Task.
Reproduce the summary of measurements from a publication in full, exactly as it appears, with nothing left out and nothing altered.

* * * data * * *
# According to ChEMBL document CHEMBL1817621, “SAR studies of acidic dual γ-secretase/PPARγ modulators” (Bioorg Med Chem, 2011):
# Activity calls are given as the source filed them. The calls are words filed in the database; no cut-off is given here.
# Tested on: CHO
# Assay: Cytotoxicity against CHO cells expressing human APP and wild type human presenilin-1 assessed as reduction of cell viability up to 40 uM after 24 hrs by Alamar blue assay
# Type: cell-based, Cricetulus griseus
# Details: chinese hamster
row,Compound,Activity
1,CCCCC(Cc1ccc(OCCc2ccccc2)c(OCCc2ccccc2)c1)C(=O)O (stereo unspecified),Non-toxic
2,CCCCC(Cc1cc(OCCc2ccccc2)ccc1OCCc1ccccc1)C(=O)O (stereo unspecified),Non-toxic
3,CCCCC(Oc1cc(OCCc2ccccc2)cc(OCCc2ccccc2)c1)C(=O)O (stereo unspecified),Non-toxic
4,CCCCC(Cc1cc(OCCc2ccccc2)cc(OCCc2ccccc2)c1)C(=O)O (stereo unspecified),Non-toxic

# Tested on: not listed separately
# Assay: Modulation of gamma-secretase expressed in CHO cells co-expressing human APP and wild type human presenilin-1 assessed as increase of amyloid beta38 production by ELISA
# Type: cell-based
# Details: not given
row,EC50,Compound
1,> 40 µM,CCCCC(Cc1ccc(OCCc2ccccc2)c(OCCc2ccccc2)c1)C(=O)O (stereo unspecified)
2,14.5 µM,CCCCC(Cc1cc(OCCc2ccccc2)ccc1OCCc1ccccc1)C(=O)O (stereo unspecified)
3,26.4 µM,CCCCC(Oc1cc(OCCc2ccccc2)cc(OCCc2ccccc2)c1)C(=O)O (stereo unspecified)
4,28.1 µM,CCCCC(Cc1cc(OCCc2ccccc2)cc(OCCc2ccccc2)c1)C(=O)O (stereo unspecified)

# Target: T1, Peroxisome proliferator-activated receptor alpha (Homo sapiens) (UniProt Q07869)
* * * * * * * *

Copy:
# According to ChEMBL document CHEMBL1817621, “SAR studies of acidic dual γ-secretase/PPARγ modulators” (Bioorg Med Chem, 2011):
# Activity calls are given as the source filed them. The calls are words filed in the database; no cut-off is given here.
# Tested on: CHO
# Assay: Cytotoxicity against CHO cells expressing human APP and wild type human presenilin-1 assessed as reduction of cell viability up to 40 uM after 24 hrs by Alamar blue assay
# Type: cell-based, Cricetulus griseus
# Details: chinese hamster
row,Compound,Activity
1,CCCCC(Cc1ccc(OCCc2ccccc2)c(OCCc2ccccc2)c1)C(=O)O (stereo unspecified),Non-toxic
2,CCCCC(Cc1cc(OCCc2ccccc2)ccc1OCCc1ccccc1)C(=O)O (stereo unspecified),Non-toxic
3,CCCCC(Oc1cc(OCCc2ccccc2)cc(OCCc2ccccc2)c1)C(=O)O (stereo unspecified),Non-toxic
4,CCCCC(Cc1cc(OCCc2ccccc2)cc(OCCc2ccccc2)c1)C(=O)O (stereo unspecified),Non-toxic

# Tested on: not listed separately
# Assay: Modulation of gamma-secretase expressed in CHO cells co-expressing human APP and wild type human presenilin-1 assessed as increase of amyloid beta38 production by ELISA
# Type: cell-based
# Details: not given
row,EC50,Compound
1,> 40 µM,CCCCC(Cc1ccc(OCCc2ccccc2)c(OCCc2ccccc2)c1)C(=O)O (stereo unspecified)
2,14.5 µM,CCCCC(Cc1cc(OCCc2ccccc2)ccc1OCCc1ccccc1)C(=O)O (stereo unspecified)
3,26.4 µM,CCCCC(Oc1cc(OCCc2ccccc2)cc(OCCc2ccccc2)c1)C(=O)O (stereo unspecified)
4,28.1 µM,CCCCC(Cc1cc(OCCc2ccccc2)cc(OCCc2ccccc2)c1)C(=O)O (stereo unspecified)

# Target: T1, Peroxisome proliferator-activated receptor alpha (Homo sapiens) (UniProt Q07869)